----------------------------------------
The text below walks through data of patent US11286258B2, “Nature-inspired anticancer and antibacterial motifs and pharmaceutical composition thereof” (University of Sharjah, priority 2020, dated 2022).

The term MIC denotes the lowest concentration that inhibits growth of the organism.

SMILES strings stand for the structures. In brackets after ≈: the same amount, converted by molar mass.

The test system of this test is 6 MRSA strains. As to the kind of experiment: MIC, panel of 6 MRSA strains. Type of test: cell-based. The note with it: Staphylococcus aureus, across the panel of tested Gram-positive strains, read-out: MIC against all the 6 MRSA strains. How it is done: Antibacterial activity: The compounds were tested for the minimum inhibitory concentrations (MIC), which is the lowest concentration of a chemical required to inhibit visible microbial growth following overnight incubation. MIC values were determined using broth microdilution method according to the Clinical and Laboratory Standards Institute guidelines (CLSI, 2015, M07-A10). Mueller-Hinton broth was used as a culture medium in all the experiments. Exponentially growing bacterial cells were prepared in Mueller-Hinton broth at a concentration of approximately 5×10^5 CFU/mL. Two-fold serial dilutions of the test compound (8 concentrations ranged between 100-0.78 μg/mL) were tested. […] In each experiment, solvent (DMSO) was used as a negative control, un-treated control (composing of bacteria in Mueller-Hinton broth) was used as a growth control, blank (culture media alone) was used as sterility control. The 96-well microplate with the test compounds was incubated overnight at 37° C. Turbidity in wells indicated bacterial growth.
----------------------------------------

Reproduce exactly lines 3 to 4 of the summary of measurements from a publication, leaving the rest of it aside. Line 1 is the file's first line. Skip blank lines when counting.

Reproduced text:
SMILES strings stand for the structures. In brackets after ≈: the same amount, converted by molar mass.

The test system of this test is 6 MRSA strains. As to the kind of experiment: MIC, panel of 6 MRSA strains. Type of test: cell-based. The note with it: Staphylococcus aureus, across the panel of tested Gram-positive strains, read-out: MIC against all the 6 MRSA strains. How it is done: Antibacterial activity: The compounds were tested for the minimum inhibitory concentrations (MIC), which is the lowest concentration of a chemical required to inhibit visible microbial growth following overnight incubation. MIC values were determined using broth microdilution method according to the Clinical and Laboratory Standards Institute guidelines (CLSI, 2015, M07-A10). Mueller-Hinton broth was used as a culture medium in all the experiments. Exponentially growing bacterial cells were prepared in Mueller-Hinton broth at a concentration of approximately 5×10^5 CFU/mL. Two-fold serial dilutions of the test compound (8 concentrations ranged between 100-0.78 μg/mL) were tested. […] In each experiment, solvent (DMSO) was used as a negative control, un-treated control (composing of bacteria in Mueller-Hinton broth) was used as a growth control, blank (culture media alone) was used as sterility control. The 96-well microplate with the test compounds was incubated overnight at 37° C. Turbidity in wells indicated bacterial growth.